"Expressive body movement is one of the most harmonious ways to give shape to the unconscious".

Carl Gustav Jung


"Movement, as the most subtle instrument of expression, is capable of approaching the understanding of the human soul".

Boris Eifman

Maxim was born in Leningrad (St. Petersburg) in a family of creative intellectuals.

His talent for visual arts emerged in early childhood when he started sculpting horses and riders out of plasticine. It was a favourite pastime for Maxim, who could spend hours engrossed in it without being distracted by anything else.

The environment in which the artist grew up was truly creative. His mother worked in the theatre and his father was an architect. Maxim's childhood and youth were spent behind the scenes of the theatre among actors, directors, and artists. He often travelled with the theatre on tour, observing the work of many talented people, getting to know new cities and their theatres.

His passion for sculpting evolved into a true love for sculpture during his years of study at an art school. At this time, his plasticine and drawing characters became the heroes of his favourite writers - musketeers, knights templar, pirates, and Indians... and of course horses.

As he grew older, he started to draw a lot of imaginative, multi-figure compositions that featured rhythmic battle scenes, various historical themes, and he also explored different styles and techniques in painting and graphics. He was most passionate about drawing objects in motion using his imagination.

After serving in the army, Maxim returned to St. Petersburg and enrolled in the famous A.L. Stieglitz Academy, where he studied under renowned artist D.A. Shuvalov, anatomical artist R.P. Kurilyak, a student of Gottfried Bammes, and famous architect V.D. Kirhoglani.

In 1994-1995, he independently studied ancient art, Baroque architecture, and painting in Rome. After graduating from the academy, Maxim began his professional career as an architect. He became the chief architect of a well-known architectural workshop, leading author projects. During his work, dozens of projects for the reconstruction and construction of civil and industrial buildings, private homes, and public interiors were completed.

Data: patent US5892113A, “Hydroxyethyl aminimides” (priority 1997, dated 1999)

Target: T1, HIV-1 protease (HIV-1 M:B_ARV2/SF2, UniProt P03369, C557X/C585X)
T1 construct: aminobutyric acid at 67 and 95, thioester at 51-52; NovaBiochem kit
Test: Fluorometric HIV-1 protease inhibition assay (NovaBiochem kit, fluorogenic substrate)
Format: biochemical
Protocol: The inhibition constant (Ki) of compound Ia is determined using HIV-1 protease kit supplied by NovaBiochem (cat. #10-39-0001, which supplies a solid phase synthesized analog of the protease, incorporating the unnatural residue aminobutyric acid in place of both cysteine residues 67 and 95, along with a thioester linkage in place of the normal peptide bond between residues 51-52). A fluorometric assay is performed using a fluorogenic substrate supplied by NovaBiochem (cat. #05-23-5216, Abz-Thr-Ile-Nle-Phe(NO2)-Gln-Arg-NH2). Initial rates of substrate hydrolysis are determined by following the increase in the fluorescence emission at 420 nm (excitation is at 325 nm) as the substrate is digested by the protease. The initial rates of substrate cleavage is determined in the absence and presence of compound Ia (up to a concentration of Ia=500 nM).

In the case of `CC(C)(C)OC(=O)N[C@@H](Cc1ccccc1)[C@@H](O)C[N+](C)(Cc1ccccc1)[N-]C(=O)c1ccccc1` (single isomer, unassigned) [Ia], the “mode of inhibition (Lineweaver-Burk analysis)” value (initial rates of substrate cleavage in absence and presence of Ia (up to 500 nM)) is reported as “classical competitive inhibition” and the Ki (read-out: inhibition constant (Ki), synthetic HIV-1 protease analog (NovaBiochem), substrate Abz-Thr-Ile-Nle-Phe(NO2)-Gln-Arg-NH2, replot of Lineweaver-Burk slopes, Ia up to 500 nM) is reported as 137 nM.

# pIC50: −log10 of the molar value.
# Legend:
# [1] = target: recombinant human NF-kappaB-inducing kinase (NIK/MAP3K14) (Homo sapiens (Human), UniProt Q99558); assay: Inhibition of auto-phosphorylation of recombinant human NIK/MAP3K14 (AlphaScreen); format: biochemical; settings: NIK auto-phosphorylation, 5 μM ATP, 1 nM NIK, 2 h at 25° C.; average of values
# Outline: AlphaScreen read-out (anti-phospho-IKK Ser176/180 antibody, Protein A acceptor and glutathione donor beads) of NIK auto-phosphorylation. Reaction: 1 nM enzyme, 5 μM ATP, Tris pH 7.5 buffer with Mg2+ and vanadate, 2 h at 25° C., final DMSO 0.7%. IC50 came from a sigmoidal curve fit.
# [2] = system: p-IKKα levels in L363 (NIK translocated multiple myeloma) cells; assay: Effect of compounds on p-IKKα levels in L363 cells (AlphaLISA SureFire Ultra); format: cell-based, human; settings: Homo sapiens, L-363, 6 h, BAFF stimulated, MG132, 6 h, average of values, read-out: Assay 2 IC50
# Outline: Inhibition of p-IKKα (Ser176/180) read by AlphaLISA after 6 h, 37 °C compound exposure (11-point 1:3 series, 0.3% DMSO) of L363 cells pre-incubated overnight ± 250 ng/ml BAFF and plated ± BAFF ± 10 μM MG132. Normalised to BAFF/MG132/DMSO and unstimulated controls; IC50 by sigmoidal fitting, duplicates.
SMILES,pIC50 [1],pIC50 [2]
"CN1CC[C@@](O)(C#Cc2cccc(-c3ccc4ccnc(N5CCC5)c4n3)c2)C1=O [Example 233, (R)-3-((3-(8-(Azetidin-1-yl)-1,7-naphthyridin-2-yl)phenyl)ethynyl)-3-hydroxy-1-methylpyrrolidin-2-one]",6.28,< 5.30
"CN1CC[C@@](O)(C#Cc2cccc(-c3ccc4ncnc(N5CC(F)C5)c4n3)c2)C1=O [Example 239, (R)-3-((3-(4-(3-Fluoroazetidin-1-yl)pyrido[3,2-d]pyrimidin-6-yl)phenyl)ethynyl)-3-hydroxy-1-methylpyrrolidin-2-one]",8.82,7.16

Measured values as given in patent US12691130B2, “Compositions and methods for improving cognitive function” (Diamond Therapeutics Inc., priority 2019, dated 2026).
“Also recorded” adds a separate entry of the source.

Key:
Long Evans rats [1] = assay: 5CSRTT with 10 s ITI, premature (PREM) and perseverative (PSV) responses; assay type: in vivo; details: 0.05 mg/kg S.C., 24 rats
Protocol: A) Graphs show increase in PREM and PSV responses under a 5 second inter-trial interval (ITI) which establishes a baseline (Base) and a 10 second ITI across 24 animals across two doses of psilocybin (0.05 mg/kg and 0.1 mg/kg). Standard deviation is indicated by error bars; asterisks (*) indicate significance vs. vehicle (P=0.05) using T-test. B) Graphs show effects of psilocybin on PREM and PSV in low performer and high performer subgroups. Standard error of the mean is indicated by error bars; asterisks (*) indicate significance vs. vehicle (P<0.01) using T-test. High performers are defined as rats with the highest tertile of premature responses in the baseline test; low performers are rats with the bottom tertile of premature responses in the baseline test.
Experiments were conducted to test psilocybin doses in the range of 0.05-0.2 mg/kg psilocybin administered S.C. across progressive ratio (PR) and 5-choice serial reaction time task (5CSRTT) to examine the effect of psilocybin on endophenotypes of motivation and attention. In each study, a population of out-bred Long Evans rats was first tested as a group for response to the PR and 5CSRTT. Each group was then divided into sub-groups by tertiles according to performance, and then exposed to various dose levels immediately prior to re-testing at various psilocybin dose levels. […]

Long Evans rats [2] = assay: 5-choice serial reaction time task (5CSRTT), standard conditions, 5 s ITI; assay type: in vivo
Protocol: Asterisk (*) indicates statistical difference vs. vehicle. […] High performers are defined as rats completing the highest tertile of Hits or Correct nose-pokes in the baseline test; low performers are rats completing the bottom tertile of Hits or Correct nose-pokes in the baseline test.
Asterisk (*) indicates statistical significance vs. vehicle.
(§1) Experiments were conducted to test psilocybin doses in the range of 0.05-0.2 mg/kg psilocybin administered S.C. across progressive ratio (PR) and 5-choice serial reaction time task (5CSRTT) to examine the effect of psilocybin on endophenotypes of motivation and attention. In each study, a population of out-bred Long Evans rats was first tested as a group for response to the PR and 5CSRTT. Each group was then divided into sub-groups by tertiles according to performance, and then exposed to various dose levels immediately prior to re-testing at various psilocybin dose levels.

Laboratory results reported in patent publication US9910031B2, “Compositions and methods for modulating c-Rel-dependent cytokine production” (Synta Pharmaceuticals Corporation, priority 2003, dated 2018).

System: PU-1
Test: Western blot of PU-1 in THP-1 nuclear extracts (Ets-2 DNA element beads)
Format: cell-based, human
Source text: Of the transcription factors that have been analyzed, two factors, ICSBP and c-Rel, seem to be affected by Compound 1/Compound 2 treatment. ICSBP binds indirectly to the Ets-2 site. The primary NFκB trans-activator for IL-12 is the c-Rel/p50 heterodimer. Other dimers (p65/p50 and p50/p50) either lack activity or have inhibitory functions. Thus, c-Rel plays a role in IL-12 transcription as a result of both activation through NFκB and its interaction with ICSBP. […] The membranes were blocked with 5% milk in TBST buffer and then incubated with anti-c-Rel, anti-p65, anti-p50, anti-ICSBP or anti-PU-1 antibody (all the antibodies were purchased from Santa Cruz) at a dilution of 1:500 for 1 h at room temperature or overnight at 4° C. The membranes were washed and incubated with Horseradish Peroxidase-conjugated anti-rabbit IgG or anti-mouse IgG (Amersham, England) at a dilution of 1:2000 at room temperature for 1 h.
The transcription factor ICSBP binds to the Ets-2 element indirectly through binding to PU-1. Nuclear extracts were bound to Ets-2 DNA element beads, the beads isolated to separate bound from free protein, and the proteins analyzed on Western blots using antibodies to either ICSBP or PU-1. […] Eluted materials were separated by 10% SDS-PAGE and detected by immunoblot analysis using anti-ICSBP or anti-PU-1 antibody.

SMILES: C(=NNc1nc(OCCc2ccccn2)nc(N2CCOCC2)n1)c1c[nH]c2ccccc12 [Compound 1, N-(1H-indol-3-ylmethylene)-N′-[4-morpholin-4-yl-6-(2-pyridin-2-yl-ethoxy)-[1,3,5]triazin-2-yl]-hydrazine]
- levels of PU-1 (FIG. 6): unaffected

However, his connection with the theatre never stopped, nor did his desire to create images in motion. In 2010, the artist received permission from the director of the Mariinsky Ballet Company, Yu.V. Fateev, to draw in the theatre's ballet classes. This opened up his understanding of the power of movement and beauty in ballet. It was then, despite his successful career as an architect, that he decided to devote his main time to artistic creativity, drawing ballet and other exciting themes.

In 2017, the artist began collaborating with the Habsoe gallery, the Central Jutland Art Center in Denmark. The artist's ballet theme was presented in the gallery's permanent exhibition. The artist participated in seven gallery exhibitions. From December 2019 to March 2020, the artist held a solo exhibition in the gallery's "special black space."

Since 2005, Maxim has been a member of the St. Petersburg Union of Artists.